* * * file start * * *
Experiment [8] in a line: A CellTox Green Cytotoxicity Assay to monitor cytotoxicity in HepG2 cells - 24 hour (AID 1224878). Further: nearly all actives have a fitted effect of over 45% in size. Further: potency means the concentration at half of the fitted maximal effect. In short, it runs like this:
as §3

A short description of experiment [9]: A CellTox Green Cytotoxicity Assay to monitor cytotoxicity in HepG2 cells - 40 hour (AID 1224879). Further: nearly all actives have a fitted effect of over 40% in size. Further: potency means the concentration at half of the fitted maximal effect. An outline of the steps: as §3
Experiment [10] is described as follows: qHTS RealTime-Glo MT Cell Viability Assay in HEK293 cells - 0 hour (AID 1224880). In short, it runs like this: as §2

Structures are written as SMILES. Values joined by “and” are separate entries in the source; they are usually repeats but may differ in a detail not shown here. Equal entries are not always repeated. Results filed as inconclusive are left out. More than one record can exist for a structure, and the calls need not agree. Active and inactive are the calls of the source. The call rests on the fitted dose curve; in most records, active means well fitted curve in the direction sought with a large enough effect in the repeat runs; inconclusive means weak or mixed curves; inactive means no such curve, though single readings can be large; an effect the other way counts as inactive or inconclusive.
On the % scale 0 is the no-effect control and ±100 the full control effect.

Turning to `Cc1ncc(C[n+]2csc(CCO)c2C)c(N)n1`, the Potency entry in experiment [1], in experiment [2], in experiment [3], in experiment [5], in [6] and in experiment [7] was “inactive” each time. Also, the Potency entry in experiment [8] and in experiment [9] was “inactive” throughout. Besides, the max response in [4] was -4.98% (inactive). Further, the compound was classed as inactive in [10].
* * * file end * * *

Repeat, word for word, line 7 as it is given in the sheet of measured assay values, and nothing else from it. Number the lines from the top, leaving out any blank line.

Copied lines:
Turning to `Cc1ncc(C[n+]2csc(CCO)c2C)c(N)n1`, the Potency entry in experiment [1], in experiment [2], in experiment [3], in experiment [5], in [6] and in experiment [7] was “inactive” each time. Also, the Potency entry in experiment [8] and in experiment [9] was “inactive” throughout. Besides, the max response in [4] was -4.98% (inactive). Further, the compound was classed as inactive in [10].